Business Day

Public sector unions prepare for strike

- Thando Maeko maekot@businessli­

Public sector unions affiliated to trade union federation­s Cosatu, the SA Federation of Trade Unions and the Federation of Unions of SA say they will embark on a one-day strike on Tuesday demanding higher pay. The planned industrial action sets the stage for a long strike.

Public sector unions affiliated to trade union federation­s, Cosatu, the SA Federation of Trade Unions (Saftu) and the Federation of Unions of SA (Fedusa) say they will go on a one-day strike on Tuesday, demanding higher pay.

The planned industrial action sets the stage for a long strike. Unions demand an inflationb­eating 10% pay rise and the government is sticking to its 3% offer, implemente­d unilateral­ly in October as it tries to rein in public spending.

Tuesday’s strike is expected to affect border control, revenue collection and police services. Two days later, there will be a march to the National Treasury.

On the day of the strike, President Cyril Ramaphosa begins a two-day trip to the UK where he is due to meet King Charles. This is the first state reception of the king’s reign.

While in the UK, Ramaphosa is expected to be holding talks on issues such as trade, sanctions against Zimbabwe and the recent US alert about a possible terror attack in SA.

In party politics, the ANC electoral committee, headed by former president Kgalema Motlanthe, is set to publish a consolidat­ed list of the top three candidates on the ballot of its internal leadership contest in December. The top three candidates represent ANC members who received enough nomination­s from party members to stand for leadership positions.

The party also allows nomination­s from the conference floor provided they receive the support from 25% of the over 4,000 delegates.

The ANC in the Western Cape is expected to host its provincial conference this week after it was delayed three times. The Western Cape will have 283 delegates at the party’s national conference, its biggest delegation in five years.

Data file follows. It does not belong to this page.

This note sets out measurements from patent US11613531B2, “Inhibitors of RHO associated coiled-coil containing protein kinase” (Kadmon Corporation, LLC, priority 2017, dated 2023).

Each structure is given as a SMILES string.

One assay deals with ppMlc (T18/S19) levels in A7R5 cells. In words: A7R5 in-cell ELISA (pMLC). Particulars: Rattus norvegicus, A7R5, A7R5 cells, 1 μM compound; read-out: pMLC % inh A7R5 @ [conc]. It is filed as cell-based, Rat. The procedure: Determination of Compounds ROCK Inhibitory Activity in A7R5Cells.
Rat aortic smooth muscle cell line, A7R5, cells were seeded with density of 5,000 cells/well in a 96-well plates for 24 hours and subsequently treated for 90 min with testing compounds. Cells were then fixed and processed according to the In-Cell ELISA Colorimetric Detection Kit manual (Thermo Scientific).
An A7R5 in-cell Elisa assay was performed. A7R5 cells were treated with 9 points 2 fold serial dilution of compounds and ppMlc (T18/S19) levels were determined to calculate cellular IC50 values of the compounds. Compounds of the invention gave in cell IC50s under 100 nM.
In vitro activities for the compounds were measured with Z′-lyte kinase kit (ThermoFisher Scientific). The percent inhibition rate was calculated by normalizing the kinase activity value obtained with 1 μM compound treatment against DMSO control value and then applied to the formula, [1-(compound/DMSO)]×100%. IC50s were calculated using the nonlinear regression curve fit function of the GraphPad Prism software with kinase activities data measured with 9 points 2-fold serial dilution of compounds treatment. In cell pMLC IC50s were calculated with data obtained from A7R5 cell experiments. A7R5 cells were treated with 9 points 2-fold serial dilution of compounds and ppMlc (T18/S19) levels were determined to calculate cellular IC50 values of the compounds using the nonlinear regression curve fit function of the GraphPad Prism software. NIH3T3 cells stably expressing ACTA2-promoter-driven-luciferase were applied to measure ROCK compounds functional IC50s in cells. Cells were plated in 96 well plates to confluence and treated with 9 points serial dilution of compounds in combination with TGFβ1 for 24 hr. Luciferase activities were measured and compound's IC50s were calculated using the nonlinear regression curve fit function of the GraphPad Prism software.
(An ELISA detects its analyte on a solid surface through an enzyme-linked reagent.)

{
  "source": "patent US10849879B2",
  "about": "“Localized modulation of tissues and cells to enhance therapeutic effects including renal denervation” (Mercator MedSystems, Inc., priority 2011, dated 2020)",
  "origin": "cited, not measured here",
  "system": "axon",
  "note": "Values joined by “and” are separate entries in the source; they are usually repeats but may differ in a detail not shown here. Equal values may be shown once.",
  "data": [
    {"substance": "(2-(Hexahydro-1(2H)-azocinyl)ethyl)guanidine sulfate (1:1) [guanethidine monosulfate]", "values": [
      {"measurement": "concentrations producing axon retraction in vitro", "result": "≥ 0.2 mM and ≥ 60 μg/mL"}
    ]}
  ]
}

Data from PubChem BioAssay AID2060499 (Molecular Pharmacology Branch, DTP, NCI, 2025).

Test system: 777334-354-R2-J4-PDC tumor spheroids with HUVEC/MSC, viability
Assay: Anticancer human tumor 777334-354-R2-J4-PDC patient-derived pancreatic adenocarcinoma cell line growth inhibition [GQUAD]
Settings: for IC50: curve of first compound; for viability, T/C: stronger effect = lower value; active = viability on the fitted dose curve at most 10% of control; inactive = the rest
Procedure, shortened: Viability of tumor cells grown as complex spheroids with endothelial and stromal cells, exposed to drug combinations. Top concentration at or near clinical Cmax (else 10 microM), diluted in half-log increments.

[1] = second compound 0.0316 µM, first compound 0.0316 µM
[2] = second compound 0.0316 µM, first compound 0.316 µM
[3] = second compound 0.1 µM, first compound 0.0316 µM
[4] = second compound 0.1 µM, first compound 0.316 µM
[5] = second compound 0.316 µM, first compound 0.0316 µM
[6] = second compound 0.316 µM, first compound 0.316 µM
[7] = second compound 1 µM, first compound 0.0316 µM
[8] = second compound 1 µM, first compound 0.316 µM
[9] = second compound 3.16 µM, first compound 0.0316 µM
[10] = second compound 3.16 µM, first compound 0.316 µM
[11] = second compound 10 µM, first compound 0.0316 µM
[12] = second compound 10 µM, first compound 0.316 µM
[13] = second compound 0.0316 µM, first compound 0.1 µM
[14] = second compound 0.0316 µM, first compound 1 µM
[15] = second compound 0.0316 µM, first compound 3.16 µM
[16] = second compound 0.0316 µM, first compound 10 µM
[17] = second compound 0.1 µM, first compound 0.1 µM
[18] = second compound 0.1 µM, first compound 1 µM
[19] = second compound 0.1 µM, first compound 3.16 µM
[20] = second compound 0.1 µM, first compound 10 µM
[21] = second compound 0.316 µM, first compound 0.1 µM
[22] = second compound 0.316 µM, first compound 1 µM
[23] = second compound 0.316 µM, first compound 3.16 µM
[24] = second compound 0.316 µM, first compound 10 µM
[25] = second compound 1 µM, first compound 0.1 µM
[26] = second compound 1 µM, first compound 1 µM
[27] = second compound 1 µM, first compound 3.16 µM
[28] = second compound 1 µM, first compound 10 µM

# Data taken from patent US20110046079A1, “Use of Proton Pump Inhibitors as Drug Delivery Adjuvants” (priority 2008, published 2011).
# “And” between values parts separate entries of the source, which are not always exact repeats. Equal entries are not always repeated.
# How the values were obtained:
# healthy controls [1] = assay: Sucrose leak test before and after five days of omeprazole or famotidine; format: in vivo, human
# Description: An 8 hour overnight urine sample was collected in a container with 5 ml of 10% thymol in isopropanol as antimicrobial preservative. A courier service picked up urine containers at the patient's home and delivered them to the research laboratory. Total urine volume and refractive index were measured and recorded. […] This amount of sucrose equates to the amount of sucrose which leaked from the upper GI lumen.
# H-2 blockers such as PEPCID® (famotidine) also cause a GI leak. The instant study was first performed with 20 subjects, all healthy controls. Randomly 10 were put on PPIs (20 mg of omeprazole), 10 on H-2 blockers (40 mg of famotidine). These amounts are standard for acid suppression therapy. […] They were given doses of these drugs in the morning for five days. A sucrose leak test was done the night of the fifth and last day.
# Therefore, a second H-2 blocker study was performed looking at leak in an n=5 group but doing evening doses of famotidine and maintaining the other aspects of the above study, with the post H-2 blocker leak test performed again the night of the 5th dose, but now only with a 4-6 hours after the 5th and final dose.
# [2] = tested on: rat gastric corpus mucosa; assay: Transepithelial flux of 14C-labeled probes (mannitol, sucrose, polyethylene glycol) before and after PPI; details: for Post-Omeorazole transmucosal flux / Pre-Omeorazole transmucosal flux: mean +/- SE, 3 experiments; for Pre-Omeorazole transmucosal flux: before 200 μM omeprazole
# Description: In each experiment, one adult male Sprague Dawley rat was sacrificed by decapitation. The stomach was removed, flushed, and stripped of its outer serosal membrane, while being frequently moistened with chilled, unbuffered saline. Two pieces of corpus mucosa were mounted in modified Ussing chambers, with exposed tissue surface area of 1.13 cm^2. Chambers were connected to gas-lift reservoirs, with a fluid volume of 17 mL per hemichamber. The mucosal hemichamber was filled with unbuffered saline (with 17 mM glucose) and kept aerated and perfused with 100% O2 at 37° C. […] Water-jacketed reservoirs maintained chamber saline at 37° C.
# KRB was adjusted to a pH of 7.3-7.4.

The ANC’s biggest voting bloc, KwaZulu-Natal, will send 877 delegates to the conference. That province has thrown its weight behind former health minister Zweli Mkhize as party president.

The Supreme Court of Appeal in Bloemfonte­in will hand down judgment in former president Jacob Zuma’s medical parole appeal. Zuma and the department of correction­al services are appealing against an earlier Gauteng High Court ruling setting aside the decision by former correction­al services commission­er Arthur Fraser, to grant Zuma medical parole.

“It’s not president Zuma that had applied for the medical parole it is the government itself. It is the correction­al services who initiated the process and they saw it through ... whether the decision is wrong or right that can’t be Zuma’s problem,” says Jacob Zuma Foundation spokespers­on Mzwanele Manyi.

In parliament, ministers in the economic cluster will be answering questions in the National Assembly.

The National Assembly will debate the General Laws (AntiMoney Laundering and Combating Terrorism Financing) Amendment Bill.

The legislatio­n is intended to address legislativ­e deficienci­es identified by the financial action task force. Adoption of the bill by parliament before it goes to recess early in December is important to improve SA’s chances of avoiding greylistin­g when the Financial Action Task Force meets in February to take a decision on this.

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